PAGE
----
By Daniel Hruschka
This article originally appeared on The Conversation and has been republished under Creative Commons.
Over the last century, behavioral researchers have revealed the biases and prejudices that shape how people see the world and the carrots and sticks that influence our daily actions. Their discoveries have filled psychology textbooks and inspired generations of students. They’ve also informed how businesses manage their employees, how educators develop new curricula, and how political campaigns persuade and motivate voters.
But a growing body of research has raised concerns that many of these discoveries suffer from severe biases of their own. Specifically, the vast majority of what we know about human psychology and behavior comes from studies conducted with a narrow slice of humanity—college students, middle-class respondents living near universities, and highly educated residents of wealthy, industrialized, and democratic nations.
To illustrate the extent of this bias, consider that more than 90 percent of studies recently published in psychological science’s flagship journal come from countries representing less than 15 percent of the world’s population.
If people thought and behaved in basically the same ways worldwide, selective attention to these typical participants would not be a problem. Unfortunately, in those rare cases where researchers have reached out to a broader range of humanity, they frequently find that the “usual suspects” most often included as participants in psychology studies are actually outliers. They stand apart from the vast majority of humanity in things like how they divvy up windfalls with strangers, how they reason about moral dilemmas, and how they perceive optical illusions.
Given that these typical participants are often outliers, many scholars now describe them and the findings associated with them using the acronym WEIRD, for Western, educated, industrialized, rich, and democratic.
WEIRD isn’t universal
Because so little research has been conducted outside this narrow set of typical participants, anthropologists like me cannot be sure how pervasive or consequential the problem is. A growing body of case studies suggests, though, that assuming such typical participants are the norm worldwide is not only scientifically suspect but can also have practical consequences.
Consider an apparently simple pattern recognition test commonly used to assess the cognitive abilities of children. A standard item consists of a sequence of two-dimensional shapes—squares, circles, and triangles —with a missing space. A child is asked to complete the sequence by choosing the appropriate shape for the missing space.
When 2,711 Zambian schoolchildren completed this task in one recent study, only 12.5 percent correctly filled in more than half of shape sequences they were shown. But when the same task was given with familiar three-dimensional objects—things like toothpicks, stones, beans, and beads—nearly three times as many children achieved this goal (34.9 percent). The task was aimed at recognizing patterns, not the ability to manipulate unfamiliar two-dimensional shapes. The use of a culturally foreign tool dramatically underestimated the abilities of these children.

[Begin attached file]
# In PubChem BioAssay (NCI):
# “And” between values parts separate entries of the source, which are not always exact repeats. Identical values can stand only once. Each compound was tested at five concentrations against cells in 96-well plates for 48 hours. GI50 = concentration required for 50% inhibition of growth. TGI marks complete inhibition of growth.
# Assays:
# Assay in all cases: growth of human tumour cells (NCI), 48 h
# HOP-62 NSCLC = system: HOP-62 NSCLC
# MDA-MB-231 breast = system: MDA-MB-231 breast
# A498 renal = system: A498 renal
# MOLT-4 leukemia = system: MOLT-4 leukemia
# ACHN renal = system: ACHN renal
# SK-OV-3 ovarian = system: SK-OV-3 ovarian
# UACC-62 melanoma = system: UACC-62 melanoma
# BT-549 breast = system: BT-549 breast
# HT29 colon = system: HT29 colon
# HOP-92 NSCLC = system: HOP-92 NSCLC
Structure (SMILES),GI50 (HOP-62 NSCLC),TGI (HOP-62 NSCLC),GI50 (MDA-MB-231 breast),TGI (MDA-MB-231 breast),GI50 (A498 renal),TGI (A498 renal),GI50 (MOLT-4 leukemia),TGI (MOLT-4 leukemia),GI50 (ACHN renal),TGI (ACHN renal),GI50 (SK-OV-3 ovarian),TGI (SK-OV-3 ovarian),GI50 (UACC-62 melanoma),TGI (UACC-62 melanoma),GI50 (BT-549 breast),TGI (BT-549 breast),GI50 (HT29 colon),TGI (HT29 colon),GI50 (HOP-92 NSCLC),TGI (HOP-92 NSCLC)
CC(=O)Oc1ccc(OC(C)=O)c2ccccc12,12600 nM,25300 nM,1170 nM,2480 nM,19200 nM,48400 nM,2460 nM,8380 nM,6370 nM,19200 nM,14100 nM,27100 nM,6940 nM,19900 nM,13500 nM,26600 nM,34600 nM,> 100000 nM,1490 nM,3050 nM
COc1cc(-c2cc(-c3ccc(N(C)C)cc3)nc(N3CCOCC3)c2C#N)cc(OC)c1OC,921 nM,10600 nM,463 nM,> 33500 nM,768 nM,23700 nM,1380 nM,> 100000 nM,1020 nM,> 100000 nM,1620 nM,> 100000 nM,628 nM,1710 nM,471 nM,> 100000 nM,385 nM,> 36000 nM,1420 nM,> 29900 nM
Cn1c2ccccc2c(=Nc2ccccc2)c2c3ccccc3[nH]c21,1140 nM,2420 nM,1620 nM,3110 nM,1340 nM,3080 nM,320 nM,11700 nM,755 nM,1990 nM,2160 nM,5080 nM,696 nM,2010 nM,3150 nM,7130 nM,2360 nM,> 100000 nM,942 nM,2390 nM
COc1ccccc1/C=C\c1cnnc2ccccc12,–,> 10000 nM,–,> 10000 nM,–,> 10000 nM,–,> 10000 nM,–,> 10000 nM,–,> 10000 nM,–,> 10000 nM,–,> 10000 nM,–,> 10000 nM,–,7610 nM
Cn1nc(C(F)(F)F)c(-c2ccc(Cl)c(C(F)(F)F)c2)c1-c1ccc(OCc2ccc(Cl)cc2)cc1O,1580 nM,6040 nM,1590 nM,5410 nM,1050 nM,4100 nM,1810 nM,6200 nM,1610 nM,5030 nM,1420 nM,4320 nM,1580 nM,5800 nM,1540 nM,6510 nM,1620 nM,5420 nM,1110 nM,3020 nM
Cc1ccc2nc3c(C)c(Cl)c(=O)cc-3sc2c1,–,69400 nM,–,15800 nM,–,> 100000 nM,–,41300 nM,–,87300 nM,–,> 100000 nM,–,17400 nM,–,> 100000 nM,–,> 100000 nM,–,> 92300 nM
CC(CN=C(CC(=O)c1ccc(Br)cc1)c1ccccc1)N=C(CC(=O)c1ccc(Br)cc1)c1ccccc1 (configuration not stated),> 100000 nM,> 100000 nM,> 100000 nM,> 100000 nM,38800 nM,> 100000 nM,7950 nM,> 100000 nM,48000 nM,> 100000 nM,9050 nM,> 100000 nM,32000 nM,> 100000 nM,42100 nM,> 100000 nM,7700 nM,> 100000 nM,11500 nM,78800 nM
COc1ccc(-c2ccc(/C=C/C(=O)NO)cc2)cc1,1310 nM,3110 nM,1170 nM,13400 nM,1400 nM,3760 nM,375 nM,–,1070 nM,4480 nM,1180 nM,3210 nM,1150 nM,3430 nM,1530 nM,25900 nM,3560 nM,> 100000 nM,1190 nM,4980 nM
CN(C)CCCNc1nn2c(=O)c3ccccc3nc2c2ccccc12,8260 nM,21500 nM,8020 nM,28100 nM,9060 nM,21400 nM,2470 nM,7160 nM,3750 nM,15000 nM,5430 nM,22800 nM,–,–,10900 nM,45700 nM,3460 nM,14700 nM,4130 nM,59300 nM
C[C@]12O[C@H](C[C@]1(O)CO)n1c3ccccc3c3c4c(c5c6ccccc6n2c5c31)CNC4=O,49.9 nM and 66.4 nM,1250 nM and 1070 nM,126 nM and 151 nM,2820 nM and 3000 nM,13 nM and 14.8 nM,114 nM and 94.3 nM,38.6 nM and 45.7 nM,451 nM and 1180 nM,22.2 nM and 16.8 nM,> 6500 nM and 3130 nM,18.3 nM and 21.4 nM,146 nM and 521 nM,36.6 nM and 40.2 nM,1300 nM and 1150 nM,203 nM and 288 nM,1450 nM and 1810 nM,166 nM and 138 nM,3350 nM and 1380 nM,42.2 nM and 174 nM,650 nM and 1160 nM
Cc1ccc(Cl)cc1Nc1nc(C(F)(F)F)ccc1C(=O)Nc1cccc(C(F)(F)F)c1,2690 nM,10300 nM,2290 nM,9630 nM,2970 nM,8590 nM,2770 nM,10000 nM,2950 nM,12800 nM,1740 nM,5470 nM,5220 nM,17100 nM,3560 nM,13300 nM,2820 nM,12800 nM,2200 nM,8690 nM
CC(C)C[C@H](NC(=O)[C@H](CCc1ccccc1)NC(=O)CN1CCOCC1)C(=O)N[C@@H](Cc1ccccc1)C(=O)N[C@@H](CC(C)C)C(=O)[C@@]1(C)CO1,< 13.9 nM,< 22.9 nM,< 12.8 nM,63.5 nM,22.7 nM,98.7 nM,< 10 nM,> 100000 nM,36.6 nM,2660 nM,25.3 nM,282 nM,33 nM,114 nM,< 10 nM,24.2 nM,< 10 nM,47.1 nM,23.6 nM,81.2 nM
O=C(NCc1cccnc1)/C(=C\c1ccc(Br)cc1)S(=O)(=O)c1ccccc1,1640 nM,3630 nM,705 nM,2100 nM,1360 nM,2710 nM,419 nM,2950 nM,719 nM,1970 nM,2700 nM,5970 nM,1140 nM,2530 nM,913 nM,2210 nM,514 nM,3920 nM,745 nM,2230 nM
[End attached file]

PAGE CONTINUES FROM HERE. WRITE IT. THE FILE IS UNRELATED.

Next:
Misplaced assumptions about what is “normal” might also affect the very methods scientists use to assess their theories. For example, one of the most commonly used tools in the behavioral sciences involves presenting a participant with a statement—something like “I generally trust people.” Then participants are asked to choose one point along a five- or seven-point line ranging from strongly agree to strongly disagree. This numbered line is named a “Likert item” after its social psychologist originator, Rensis Likert.
Most readers of this article have likely responded to many Likert items in their lifetime, but when this tool is taken to other settings, it encounters varying success. Some people may refuse to answer. Others prefer to answer simply yes or no. Sometimes they respond with no difficulty.
If something as apparently simple and normal as a Likert item fails in different contexts (and not in others), it raises serious questions about our most basic models of how people should perceive and respond to stimuli.
Aiming for a science of all humanity
To address these potentially vast gaps in our understanding of human psychology and behavior, researchers have proposed a number of solutions. One is to reward researchers who take the time and effort to build long-term research relationships with diverse communities. Another is to recruit and retain behavioral scientists from diverse backgrounds and perspectives. Still another is to pay closer attention to the norms, values, and beliefs of study communities, whether they are WEIRD or not, when interpreting results.
A key part of these efforts will be to go beyond theories of “universal humans” and build theories that make predictions about how the local culture and environment can shape all aspects of human behavior and psychology. These include theories of how trading in markets can make people treat strangers more fairly, how some societies became WEIRD in recent centuries, and how the number of personality traits we find in a society—such as agreeableness, conscientiousness, neuroticism—depends on the complexity of a society’s organization.
Proponents disagree on the best paths to moving beyond WEIRD science to building a science of all humanity. But hopefully some combination of these solutions will expand our understanding of both what makes us human and what creates such remarkable diversity in the human experience.
Daniel Hruschka is an anthropology professor in the School of Human Evolution and Social Change at Arizona State University.